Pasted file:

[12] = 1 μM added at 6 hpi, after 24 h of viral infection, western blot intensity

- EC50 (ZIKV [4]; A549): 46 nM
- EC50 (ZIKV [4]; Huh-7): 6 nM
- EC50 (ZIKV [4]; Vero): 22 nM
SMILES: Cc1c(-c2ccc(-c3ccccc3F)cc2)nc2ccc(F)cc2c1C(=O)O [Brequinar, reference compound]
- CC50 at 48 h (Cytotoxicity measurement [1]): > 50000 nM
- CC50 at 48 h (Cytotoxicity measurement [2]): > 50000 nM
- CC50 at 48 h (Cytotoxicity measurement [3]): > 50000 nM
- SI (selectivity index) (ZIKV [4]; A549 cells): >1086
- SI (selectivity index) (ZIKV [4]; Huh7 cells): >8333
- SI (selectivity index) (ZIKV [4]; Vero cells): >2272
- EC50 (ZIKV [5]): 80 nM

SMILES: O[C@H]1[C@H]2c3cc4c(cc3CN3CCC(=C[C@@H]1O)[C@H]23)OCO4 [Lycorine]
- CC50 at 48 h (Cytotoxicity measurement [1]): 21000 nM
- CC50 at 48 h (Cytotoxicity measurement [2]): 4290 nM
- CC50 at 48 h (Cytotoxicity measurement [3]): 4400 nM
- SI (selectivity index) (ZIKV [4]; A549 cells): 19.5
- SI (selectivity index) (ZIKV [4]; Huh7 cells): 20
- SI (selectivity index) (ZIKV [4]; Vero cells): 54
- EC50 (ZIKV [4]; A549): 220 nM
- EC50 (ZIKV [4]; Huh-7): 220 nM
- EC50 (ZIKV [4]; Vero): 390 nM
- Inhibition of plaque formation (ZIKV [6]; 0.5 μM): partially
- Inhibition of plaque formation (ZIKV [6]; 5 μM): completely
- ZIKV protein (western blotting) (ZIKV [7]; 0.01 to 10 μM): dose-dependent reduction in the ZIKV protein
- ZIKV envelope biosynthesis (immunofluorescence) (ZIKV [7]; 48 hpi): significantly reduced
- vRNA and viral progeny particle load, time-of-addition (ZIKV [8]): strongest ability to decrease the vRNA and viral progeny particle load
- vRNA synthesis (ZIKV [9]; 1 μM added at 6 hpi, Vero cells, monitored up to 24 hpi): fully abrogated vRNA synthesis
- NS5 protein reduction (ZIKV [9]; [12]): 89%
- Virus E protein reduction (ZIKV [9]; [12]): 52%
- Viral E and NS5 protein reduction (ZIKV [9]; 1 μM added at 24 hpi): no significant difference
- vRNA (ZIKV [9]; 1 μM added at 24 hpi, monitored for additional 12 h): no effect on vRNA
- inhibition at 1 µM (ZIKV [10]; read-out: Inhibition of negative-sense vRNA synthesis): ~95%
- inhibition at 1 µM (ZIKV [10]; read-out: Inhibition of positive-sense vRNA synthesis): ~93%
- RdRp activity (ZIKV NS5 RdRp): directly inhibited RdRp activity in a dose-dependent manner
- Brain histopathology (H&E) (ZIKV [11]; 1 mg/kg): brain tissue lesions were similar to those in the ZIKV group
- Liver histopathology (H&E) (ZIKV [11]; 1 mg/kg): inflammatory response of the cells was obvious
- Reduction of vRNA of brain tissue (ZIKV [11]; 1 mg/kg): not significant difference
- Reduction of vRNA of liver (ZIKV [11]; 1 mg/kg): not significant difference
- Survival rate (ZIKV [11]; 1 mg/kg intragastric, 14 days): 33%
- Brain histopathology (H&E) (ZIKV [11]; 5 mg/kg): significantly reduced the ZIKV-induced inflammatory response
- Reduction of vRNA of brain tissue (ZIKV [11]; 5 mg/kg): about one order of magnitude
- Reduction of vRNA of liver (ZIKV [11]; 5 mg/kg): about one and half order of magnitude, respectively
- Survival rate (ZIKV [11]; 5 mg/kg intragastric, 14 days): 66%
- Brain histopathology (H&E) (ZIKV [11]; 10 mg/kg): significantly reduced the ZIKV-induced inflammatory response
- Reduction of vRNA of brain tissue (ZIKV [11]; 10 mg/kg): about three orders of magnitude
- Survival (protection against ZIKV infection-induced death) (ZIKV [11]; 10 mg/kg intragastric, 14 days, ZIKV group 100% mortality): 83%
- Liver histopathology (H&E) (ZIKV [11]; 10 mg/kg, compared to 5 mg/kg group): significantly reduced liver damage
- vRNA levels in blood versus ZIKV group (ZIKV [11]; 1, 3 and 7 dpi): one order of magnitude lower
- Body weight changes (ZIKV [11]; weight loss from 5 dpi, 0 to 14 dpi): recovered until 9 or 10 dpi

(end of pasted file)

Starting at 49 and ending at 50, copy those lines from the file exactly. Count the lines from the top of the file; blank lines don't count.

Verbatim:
- vRNA levels in blood versus ZIKV group (ZIKV [11]; 1, 3 and 7 dpi): one order of magnitude lower
- Body weight changes (ZIKV [11]; weight loss from 5 dpi, 0 to 14 dpi): recovered until 9 or 10 dpi